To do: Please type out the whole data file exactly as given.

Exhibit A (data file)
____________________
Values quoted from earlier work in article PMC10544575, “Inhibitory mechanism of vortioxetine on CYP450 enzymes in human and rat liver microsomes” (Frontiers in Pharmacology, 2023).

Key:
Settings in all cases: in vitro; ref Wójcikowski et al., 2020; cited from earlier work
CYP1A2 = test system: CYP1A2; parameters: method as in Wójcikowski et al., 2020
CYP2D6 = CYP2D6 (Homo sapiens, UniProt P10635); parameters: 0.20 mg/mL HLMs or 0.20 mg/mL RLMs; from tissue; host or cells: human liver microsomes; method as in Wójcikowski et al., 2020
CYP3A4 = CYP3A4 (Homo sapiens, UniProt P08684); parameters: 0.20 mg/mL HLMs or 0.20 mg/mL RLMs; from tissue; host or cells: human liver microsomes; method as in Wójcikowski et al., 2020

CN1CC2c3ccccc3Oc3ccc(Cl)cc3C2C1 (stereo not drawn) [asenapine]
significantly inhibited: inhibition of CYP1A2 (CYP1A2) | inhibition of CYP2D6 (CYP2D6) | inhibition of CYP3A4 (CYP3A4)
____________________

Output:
Values quoted from earlier work in article PMC10544575, “Inhibitory mechanism of vortioxetine on CYP450 enzymes in human and rat liver microsomes” (Frontiers in Pharmacology, 2023).

Key:
Settings in all cases: in vitro; ref Wójcikowski et al., 2020; cited from earlier work
CYP1A2 = test system: CYP1A2; parameters: method as in Wójcikowski et al., 2020
CYP2D6 = CYP2D6 (Homo sapiens, UniProt P10635); parameters: 0.20 mg/mL HLMs or 0.20 mg/mL RLMs; from tissue; host or cells: human liver microsomes; method as in Wójcikowski et al., 2020
CYP3A4 = CYP3A4 (Homo sapiens, UniProt P08684); parameters: 0.20 mg/mL HLMs or 0.20 mg/mL RLMs; from tissue; host or cells: human liver microsomes; method as in Wójcikowski et al., 2020

CN1CC2c3ccccc3Oc3ccc(Cl)cc3C2C1 (stereo not drawn) [asenapine]
significantly inhibited: inhibition of CYP1A2 (CYP1A2) | inhibition of CYP2D6 (CYP2D6) | inhibition of CYP3A4 (CYP3A4)